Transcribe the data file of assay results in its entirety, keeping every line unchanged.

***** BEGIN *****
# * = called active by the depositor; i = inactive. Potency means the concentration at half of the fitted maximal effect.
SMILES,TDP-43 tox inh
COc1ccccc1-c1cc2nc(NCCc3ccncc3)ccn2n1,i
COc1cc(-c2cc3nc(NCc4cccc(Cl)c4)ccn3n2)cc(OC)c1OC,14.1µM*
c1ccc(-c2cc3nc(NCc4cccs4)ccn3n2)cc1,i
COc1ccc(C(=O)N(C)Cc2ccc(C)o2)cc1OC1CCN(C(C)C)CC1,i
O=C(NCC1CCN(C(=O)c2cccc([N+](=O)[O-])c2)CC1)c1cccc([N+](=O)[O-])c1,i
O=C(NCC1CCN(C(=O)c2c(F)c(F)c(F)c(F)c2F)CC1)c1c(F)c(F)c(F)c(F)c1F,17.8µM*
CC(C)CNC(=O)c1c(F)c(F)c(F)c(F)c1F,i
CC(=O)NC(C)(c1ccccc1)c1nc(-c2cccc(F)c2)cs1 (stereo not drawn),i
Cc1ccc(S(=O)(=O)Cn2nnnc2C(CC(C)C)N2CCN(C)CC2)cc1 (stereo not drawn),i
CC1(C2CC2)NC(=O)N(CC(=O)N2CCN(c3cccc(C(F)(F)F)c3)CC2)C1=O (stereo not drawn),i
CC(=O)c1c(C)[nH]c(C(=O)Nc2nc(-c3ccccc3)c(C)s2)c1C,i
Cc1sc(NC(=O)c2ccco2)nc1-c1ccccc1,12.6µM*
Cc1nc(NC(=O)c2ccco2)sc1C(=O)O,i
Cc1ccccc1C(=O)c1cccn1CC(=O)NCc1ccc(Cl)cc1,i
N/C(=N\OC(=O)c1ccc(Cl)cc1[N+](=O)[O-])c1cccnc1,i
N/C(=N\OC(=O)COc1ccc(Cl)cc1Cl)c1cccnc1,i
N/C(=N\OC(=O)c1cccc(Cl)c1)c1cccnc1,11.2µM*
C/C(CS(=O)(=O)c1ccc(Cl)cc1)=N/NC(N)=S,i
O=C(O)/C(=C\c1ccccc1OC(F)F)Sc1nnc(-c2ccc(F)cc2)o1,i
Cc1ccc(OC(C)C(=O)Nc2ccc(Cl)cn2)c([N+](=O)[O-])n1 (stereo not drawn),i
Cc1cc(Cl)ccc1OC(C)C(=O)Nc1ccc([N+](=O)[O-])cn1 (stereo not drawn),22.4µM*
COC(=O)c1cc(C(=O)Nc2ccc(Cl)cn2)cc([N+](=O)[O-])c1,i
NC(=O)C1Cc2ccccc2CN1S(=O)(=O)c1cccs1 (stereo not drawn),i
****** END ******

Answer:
# * = called active by the depositor; i = inactive. Potency means the concentration at half of the fitted maximal effect.
SMILES,TDP-43 tox inh
COc1ccccc1-c1cc2nc(NCCc3ccncc3)ccn2n1,i
COc1cc(-c2cc3nc(NCc4cccc(Cl)c4)ccn3n2)cc(OC)c1OC,14.1µM*
c1ccc(-c2cc3nc(NCc4cccs4)ccn3n2)cc1,i
COc1ccc(C(=O)N(C)Cc2ccc(C)o2)cc1OC1CCN(C(C)C)CC1,i
O=C(NCC1CCN(C(=O)c2cccc([N+](=O)[O-])c2)CC1)c1cccc([N+](=O)[O-])c1,i
O=C(NCC1CCN(C(=O)c2c(F)c(F)c(F)c(F)c2F)CC1)c1c(F)c(F)c(F)c(F)c1F,17.8µM*
CC(C)CNC(=O)c1c(F)c(F)c(F)c(F)c1F,i
CC(=O)NC(C)(c1ccccc1)c1nc(-c2cccc(F)c2)cs1 (stereo not drawn),i
Cc1ccc(S(=O)(=O)Cn2nnnc2C(CC(C)C)N2CCN(C)CC2)cc1 (stereo not drawn),i
CC1(C2CC2)NC(=O)N(CC(=O)N2CCN(c3cccc(C(F)(F)F)c3)CC2)C1=O (stereo not drawn),i
CC(=O)c1c(C)[nH]c(C(=O)Nc2nc(-c3ccccc3)c(C)s2)c1C,i
Cc1sc(NC(=O)c2ccco2)nc1-c1ccccc1,12.6µM*
Cc1nc(NC(=O)c2ccco2)sc1C(=O)O,i
Cc1ccccc1C(=O)c1cccn1CC(=O)NCc1ccc(Cl)cc1,i
N/C(=N\OC(=O)c1ccc(Cl)cc1[N+](=O)[O-])c1cccnc1,i
N/C(=N\OC(=O)COc1ccc(Cl)cc1Cl)c1cccnc1,i
N/C(=N\OC(=O)c1cccc(Cl)c1)c1cccnc1,11.2µM*
C/C(CS(=O)(=O)c1ccc(Cl)cc1)=N/NC(N)=S,i
O=C(O)/C(=C\c1ccccc1OC(F)F)Sc1nnc(-c2ccc(F)cc2)o1,i
Cc1ccc(OC(C)C(=O)Nc2ccc(Cl)cn2)c([N+](=O)[O-])n1 (stereo not drawn),i
Cc1cc(Cl)ccc1OC(C)C(=O)Nc1ccc([N+](=O)[O-])cn1 (stereo not drawn),22.4µM*
COC(=O)c1cc(C(=O)Nc2ccc(Cl)cn2)cc([N+](=O)[O-])c1,i
NC(=O)C1Cc2ccccc2CN1S(=O)(=O)c1cccs1 (stereo not drawn),i